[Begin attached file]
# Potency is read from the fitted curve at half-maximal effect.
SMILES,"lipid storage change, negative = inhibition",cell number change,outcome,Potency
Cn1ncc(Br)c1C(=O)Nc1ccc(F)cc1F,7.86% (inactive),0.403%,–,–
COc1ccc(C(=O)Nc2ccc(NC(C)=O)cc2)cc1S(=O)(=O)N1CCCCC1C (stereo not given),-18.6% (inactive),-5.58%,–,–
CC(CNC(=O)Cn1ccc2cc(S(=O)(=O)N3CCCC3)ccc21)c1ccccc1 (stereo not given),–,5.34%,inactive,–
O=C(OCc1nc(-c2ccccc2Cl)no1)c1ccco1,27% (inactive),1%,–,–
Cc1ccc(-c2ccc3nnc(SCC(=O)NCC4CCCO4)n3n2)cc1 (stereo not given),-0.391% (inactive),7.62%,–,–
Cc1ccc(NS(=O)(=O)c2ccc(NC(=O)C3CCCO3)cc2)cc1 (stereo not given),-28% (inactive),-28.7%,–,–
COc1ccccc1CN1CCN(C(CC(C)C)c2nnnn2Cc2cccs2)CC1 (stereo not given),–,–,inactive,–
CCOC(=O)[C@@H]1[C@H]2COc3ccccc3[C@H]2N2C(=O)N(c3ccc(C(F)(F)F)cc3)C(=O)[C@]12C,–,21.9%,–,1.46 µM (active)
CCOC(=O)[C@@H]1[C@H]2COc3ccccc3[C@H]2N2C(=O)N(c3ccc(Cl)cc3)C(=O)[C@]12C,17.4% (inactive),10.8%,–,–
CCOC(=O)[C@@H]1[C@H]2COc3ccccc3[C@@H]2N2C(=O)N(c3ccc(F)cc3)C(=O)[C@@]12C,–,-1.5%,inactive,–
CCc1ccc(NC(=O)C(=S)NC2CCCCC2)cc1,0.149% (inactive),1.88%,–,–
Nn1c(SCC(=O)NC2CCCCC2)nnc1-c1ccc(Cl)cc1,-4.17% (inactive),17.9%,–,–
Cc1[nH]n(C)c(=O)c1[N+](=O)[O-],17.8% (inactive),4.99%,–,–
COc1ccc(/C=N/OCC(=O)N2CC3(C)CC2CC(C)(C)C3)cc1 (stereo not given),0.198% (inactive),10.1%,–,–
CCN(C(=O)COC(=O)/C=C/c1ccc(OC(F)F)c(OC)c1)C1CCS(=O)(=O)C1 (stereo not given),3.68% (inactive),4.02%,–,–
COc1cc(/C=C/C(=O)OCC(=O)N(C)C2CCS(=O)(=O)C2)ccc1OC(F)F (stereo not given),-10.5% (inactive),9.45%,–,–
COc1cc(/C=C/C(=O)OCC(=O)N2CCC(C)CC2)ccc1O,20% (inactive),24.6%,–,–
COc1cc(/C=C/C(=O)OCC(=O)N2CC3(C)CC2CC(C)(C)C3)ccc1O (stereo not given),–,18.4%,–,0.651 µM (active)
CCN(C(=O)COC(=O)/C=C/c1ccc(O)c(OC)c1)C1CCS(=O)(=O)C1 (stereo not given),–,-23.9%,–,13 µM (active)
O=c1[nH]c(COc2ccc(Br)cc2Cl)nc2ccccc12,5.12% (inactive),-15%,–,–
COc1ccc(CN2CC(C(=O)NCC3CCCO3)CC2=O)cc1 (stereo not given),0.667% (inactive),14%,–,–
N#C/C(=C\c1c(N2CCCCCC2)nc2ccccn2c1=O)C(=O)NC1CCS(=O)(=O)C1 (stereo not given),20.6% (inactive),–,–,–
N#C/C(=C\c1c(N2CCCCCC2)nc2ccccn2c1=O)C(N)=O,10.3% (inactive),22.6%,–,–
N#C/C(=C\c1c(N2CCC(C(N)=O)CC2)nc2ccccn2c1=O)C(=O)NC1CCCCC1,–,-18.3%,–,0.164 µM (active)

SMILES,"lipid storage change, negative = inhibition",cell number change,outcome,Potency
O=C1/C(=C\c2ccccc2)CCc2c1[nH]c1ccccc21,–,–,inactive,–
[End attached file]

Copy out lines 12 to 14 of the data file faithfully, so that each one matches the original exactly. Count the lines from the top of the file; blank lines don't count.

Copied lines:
CCOC(=O)[C@@H]1[C@H]2COc3ccccc3[C@@H]2N2C(=O)N(c3ccc(F)cc3)C(=O)[C@@]12C,–,-1.5%,inactive,–
CCc1ccc(NC(=O)C(=S)NC2CCCCC2)cc1,0.149% (inactive),1.88%,–,–
Nn1c(SCC(=O)NC2CCCCC2)nnc1-c1ccc(Cl)cc1,-4.17% (inactive),17.9%,–,–